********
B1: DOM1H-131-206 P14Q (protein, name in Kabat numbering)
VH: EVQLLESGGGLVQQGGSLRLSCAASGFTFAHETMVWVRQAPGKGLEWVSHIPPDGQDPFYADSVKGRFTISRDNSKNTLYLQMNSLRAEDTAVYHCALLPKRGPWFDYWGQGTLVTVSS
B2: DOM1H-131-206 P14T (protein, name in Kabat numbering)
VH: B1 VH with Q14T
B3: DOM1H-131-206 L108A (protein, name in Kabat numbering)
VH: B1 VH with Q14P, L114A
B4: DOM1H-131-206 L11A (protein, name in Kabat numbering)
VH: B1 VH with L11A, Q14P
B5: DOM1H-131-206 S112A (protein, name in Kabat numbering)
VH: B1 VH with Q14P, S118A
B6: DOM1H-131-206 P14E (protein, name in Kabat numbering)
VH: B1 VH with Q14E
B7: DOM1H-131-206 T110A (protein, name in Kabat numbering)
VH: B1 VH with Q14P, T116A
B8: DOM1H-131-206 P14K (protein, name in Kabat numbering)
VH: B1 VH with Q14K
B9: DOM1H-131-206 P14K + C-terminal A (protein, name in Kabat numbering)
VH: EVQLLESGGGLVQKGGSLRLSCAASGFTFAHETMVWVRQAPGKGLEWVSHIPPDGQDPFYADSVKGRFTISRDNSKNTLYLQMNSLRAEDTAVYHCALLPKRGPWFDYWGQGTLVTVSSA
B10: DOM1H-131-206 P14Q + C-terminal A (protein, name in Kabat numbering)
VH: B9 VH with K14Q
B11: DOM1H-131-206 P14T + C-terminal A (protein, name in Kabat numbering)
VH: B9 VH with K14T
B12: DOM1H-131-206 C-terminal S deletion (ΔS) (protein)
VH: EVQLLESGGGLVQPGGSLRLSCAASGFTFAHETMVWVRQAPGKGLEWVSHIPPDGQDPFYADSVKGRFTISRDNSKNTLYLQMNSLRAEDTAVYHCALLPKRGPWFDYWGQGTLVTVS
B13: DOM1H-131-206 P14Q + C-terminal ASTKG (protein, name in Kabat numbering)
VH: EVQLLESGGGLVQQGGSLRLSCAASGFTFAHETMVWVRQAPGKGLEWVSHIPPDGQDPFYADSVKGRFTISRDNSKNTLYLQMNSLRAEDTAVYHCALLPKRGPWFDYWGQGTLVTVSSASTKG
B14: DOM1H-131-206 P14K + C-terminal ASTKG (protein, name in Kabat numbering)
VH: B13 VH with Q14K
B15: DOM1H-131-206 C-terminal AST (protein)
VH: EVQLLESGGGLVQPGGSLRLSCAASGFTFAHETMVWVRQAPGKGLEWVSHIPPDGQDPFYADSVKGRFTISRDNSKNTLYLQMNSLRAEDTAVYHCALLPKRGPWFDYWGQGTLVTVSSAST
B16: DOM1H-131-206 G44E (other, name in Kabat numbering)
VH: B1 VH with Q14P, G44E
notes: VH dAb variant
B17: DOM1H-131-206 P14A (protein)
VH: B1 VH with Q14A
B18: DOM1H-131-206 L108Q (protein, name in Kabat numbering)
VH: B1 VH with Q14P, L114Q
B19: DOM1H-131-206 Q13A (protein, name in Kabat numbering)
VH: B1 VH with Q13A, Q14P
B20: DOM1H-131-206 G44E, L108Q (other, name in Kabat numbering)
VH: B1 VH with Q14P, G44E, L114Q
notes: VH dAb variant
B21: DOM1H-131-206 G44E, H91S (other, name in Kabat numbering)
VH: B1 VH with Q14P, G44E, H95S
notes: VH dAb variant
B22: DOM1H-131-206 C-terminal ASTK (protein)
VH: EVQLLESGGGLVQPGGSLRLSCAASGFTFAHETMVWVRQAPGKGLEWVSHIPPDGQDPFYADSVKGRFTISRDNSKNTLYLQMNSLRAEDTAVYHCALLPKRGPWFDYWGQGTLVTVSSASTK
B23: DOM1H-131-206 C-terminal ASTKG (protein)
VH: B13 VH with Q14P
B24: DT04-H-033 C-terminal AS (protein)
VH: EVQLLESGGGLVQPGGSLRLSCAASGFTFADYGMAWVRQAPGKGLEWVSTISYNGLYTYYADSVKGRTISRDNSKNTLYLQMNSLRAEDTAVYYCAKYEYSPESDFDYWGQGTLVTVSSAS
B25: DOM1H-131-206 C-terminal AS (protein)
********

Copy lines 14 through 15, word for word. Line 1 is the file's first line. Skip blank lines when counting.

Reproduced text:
VH: B1 VH with Q14P, T116A
B8: DOM1H-131-206 P14K (protein, name in Kabat numbering)